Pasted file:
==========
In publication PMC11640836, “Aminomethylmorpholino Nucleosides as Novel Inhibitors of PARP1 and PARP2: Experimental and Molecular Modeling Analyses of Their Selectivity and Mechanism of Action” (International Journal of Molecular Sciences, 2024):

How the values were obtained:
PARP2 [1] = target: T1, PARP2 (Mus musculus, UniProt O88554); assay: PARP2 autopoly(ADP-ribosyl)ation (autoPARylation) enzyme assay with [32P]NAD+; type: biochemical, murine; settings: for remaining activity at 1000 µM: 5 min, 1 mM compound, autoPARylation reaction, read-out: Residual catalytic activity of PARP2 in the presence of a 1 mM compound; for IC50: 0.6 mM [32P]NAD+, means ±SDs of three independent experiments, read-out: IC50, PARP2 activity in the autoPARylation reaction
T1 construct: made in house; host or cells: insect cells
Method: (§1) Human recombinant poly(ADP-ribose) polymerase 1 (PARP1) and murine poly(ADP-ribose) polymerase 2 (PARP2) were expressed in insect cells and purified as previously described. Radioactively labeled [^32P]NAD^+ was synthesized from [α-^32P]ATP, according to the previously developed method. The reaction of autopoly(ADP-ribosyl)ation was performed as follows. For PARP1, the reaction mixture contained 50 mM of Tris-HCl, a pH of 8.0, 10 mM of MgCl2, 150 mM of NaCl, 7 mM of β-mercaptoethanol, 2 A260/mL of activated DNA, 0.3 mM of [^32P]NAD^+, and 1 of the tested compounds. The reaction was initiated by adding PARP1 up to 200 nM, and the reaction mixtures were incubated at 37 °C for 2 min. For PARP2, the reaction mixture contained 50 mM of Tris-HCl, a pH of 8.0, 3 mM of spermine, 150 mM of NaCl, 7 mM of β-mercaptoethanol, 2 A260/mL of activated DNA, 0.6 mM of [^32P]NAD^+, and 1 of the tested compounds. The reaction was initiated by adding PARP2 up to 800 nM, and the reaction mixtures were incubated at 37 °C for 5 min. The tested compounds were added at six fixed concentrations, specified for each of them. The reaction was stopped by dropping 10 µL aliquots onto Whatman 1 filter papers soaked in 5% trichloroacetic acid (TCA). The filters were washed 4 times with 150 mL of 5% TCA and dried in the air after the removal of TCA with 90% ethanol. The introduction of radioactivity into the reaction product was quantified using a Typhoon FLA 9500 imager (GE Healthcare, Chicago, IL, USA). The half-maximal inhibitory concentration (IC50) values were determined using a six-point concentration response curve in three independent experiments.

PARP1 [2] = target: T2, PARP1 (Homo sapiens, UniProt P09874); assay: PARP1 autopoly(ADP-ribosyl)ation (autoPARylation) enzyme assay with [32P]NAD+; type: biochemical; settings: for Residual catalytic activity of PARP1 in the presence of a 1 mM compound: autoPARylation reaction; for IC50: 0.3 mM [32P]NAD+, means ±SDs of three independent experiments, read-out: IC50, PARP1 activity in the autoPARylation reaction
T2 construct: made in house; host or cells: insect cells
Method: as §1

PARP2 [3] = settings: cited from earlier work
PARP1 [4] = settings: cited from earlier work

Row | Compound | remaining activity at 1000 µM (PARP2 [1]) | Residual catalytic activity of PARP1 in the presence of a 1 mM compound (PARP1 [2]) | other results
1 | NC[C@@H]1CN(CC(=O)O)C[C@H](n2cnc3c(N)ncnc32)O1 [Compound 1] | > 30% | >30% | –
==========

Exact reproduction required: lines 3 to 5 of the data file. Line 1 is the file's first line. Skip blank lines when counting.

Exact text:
PARP2 [1] = target: T1, PARP2 (Mus musculus, UniProt O88554); assay: PARP2 autopoly(ADP-ribosyl)ation (autoPARylation) enzyme assay with [32P]NAD+; type: biochemical, murine; settings: for remaining activity at 1000 µM: 5 min, 1 mM compound, autoPARylation reaction, read-out: Residual catalytic activity of PARP2 in the presence of a 1 mM compound; for IC50: 0.6 mM [32P]NAD+, means ±SDs of three independent experiments, read-out: IC50, PARP2 activity in the autoPARylation reaction
T1 construct: made in house; host or cells: insect cells
Method: (§1) Human recombinant poly(ADP-ribose) polymerase 1 (PARP1) and murine poly(ADP-ribose) polymerase 2 (PARP2) were expressed in insect cells and purified as previously described. Radioactively labeled [^32P]NAD^+ was synthesized from [α-^32P]ATP, according to the previously developed method. The reaction of autopoly(ADP-ribosyl)ation was performed as follows. For PARP1, the reaction mixture contained 50 mM of Tris-HCl, a pH of 8.0, 10 mM of MgCl2, 150 mM of NaCl, 7 mM of β-mercaptoethanol, 2 A260/mL of activated DNA, 0.3 mM of [^32P]NAD^+, and 1 of the tested compounds. The reaction was initiated by adding PARP1 up to 200 nM, and the reaction mixtures were incubated at 37 °C for 2 min. For PARP2, the reaction mixture contained 50 mM of Tris-HCl, a pH of 8.0, 3 mM of spermine, 150 mM of NaCl, 7 mM of β-mercaptoethanol, 2 A260/mL of activated DNA, 0.6 mM of [^32P]NAD^+, and 1 of the tested compounds. The reaction was initiated by adding PARP2 up to 800 nM, and the reaction mixtures were incubated at 37 °C for 5 min. The tested compounds were added at six fixed concentrations, specified for each of them. The reaction was stopped by dropping 10 µL aliquots onto Whatman 1 filter papers soaked in 5% trichloroacetic acid (TCA). The filters were washed 4 times with 150 mL of 5% TCA and dried in the air after the removal of TCA with 90% ethanol. The introduction of radioactivity into the reaction product was quantified using a Typhoon FLA 9500 imager (GE Healthcare, Chicago, IL, USA). The half-maximal inhibitory concentration (IC50) values were determined using a six-point concentration response curve in three independent experiments.